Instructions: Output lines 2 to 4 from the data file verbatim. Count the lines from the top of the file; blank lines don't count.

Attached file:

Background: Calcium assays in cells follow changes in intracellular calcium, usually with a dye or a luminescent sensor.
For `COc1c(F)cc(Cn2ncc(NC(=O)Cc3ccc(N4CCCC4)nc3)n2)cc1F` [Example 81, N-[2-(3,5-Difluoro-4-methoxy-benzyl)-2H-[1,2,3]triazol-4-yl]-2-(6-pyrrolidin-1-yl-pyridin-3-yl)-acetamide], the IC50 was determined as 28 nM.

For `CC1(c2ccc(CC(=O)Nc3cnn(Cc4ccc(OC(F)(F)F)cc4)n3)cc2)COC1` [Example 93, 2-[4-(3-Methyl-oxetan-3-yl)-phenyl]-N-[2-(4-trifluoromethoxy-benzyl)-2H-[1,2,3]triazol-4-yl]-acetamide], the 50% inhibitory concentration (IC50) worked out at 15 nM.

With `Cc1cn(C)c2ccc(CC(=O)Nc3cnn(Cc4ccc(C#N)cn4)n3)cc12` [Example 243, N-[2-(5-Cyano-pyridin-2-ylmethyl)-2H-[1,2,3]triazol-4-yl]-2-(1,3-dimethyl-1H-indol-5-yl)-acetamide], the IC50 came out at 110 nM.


For `COc1c(F)cc(Cn2ncc(NC(=O)Cc3ccc(N4CCCC4)nc3)n2)cc1F` [Example 81, N-[2-(3,5-Difluoro-4-methoxy-benzyl)-2H-[1,2,3]triazol-4-yl]-2-(6-pyrrolidin-1-yl-pyridin-3-yl)-acetamide], the IC50 was determined as 28 nM.

For `CC1(c2ccc(CC(=O)Nc3cnn(Cc4ccc(OC(F)(F)F)cc4)n3)cc2)COC1` [Example 93, 2-[4-(3-Methyl-oxetan-3-yl)-phenyl]-N-[2-(4-trifluoromethoxy-benzyl)-2H-[1,2,3]triazol-4-yl]-acetamide], the 50% inhibitory concentration (IC50) worked out at 15 nM.

With `Cc1cn(C)c2ccc(CC(=O)Nc3cnn(Cc4ccc(C#N)cn4)n3)cc12` [Example 243, N-[2-(5-Cyano-pyridin-2-ylmethyl)-2H-[1,2,3]triazol-4-yl]-2-(1,3-dimethyl-1H-indol-5-yl)-acetamide], the IC50 came out at 110 nM.